Coming opposite the black stone on each circuit, we raised our right hands to it and recited: “In the name of God; God is the most great!” The Kaaba loomed over us as if it were an ear of God absorbing the earnest prayers of His human creatures. Like subjects appealing for their sovereign’s favors at the foot of his throne, we circled our Lord’s House, shedding tears seeking blessings and mercy and yearning for His Company in paradise.
On completing the tawaf rituals, we went to drink from the Well of Zamzam, with its rich mineral water with which Ishmael and Muhammad had quenched their thirst.
Ishmael and his mother, Hagar, the tradition goes, were left alone in the desolate valley by Abraham with only dates and water, which were soon exhausted. Seeing her infant writhing in thirst, Hagar desperately searched everywhere for water. She had asked the departing Abraham, “Has your Lord instructed you to leave us here alone?” When Abraham answered affirmatively, she said, “Then God will not abandon us.”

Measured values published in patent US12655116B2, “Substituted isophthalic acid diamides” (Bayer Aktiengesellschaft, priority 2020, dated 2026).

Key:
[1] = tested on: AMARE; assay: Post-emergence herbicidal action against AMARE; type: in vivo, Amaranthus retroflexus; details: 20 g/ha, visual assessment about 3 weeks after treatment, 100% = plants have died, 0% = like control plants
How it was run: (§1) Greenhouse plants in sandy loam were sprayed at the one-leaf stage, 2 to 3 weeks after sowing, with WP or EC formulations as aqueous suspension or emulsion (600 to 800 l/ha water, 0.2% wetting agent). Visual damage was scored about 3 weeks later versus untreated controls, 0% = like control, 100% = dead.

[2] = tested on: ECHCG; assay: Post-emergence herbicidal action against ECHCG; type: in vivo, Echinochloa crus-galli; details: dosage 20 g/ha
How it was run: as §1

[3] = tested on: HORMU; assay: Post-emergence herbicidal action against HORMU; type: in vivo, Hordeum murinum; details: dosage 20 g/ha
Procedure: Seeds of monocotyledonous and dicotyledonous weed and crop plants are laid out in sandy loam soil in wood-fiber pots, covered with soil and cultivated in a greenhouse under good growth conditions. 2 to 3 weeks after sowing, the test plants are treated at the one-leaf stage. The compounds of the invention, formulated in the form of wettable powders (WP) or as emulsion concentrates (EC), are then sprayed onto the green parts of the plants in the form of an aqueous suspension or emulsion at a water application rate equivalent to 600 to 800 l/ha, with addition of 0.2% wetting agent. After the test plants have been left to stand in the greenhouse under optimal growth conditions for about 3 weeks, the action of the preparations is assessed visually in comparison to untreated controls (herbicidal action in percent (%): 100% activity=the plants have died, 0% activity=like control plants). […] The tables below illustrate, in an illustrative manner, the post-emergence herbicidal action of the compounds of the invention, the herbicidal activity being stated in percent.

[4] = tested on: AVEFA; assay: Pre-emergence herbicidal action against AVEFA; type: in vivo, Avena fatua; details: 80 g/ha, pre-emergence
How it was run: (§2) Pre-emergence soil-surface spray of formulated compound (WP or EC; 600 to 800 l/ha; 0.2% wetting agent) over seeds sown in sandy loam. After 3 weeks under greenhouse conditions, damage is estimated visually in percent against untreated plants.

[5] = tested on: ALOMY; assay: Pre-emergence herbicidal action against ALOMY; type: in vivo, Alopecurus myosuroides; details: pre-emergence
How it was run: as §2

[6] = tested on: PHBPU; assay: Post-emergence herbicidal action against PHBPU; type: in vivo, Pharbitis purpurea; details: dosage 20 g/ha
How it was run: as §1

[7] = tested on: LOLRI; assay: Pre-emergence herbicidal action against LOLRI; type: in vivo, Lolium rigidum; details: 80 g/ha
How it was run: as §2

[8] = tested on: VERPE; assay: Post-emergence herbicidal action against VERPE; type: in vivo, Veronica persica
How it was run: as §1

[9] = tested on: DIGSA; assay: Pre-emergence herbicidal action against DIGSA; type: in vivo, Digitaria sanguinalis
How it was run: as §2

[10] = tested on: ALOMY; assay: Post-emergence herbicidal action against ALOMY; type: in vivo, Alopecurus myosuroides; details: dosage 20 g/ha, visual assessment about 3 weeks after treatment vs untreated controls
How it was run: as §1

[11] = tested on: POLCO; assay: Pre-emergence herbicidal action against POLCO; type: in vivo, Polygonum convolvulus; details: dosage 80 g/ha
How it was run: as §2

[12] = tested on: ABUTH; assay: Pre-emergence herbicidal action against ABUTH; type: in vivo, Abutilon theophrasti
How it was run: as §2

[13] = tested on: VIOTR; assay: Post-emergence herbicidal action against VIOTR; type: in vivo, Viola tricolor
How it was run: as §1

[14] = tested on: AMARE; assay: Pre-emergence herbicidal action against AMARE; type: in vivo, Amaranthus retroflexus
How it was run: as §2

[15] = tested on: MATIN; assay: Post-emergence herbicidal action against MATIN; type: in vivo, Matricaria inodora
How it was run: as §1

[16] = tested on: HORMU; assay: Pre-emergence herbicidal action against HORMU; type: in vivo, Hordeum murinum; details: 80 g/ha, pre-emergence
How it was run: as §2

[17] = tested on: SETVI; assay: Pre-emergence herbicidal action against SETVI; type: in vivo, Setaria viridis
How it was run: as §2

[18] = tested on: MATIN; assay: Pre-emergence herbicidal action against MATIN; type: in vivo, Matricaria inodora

God did not abandon them. Zamzam was revealed to them, and beside it Abraham and Ishmael in time built the House of God, and the town of Mecca grew up around it.
After the greeting tawaf, performed on arrival in Mecca at any time of the year, pilgrims proceed to the ceremony of the sa’y, making seven trips between the hills of Safa and Marwah, now inside the mosque. This ritual reenacts Hagar’s search for water before she was led by an angel to Zamzam. During the seven journeys of the sa’y, a pilgrim recites prayers, his heart closely in communication with God.